Tags: Churches and Cathedrals · Henry

After that hike, Bath was probably the best place for us to be

August 29th, 2009 · No Comments

Let me preface all of this by saying that I am, as my fellow classmates have stated, incredibly grateful for the opportunity to see both Stonehedge and Bath– two great world heritage sites. Both trips were incredible and photograph-worthy (believe me, I took enough pictures for the entire year that day). I, however, do not share my classmates’ adoration of the city of Bath. I doubt a person exists in the world who doesn’t find the city to be one of beauty. That being said, a city built to cater to tourists is one that does not rank on my list of favorite places in the world. I recognize that I am a tourist so begrudging a city for catering to me sounds a bit odd. Truly though I would rather visit a place to appreciate what it has to offer rather than it intentionally enticing me to visit it by being built around what it thinks I might like.

At the Roman Baths themselves, I found myself most attracted to the Bill Bryson audio option on the audio tour. An author of many travel books, he was well-equipped to take me around the Roman Baths in an educational and still humorous manner. He made a comment at one of the corners that if you looked around you would see how much the site has been altered since the Romans bathed there. Following his advice, I looked around. I saw a water fountain out of which you could drink the very water that the Romans bathed in for a low, low price of fifty pence. I saw a newly remodeled bathroom that was made to look like an authentic Roman bathroom equipped with automatic sinks and hand driers. I saw outside of the baths street performers that were both incredibly talented and incredibly good at attracting large amounts of people. I then realized that I was listening to Bill Bryson. Let’s pause. Listening to him was a great way to get through the museum. But Bill Bryson? Such a recognizable name guarantees that the museum is authentic. Right? Maybe the museum was even it was being invaded by the idea of catering to the tourist while still trying to make a pound or two from the endeavor.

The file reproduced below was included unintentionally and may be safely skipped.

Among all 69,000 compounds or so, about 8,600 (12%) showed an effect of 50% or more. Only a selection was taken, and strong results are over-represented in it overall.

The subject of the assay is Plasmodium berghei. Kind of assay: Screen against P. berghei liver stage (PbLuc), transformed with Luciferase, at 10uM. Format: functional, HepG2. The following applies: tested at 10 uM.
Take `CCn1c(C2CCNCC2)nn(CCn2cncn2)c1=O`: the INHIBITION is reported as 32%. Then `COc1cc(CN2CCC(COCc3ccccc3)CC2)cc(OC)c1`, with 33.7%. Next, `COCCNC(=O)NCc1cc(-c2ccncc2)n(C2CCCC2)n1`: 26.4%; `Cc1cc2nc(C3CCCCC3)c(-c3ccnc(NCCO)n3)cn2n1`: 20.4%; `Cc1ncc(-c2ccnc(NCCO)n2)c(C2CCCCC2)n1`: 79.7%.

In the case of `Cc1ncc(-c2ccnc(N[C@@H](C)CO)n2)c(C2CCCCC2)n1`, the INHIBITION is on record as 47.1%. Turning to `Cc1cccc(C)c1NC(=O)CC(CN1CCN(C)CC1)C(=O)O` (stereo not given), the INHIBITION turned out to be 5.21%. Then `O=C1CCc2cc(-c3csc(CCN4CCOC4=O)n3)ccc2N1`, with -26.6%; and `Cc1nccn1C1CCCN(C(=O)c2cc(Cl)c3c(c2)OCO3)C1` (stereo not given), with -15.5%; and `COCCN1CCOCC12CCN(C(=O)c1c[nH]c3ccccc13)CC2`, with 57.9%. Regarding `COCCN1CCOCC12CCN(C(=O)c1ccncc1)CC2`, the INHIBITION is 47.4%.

Street performers in Bath

Street performers in Bath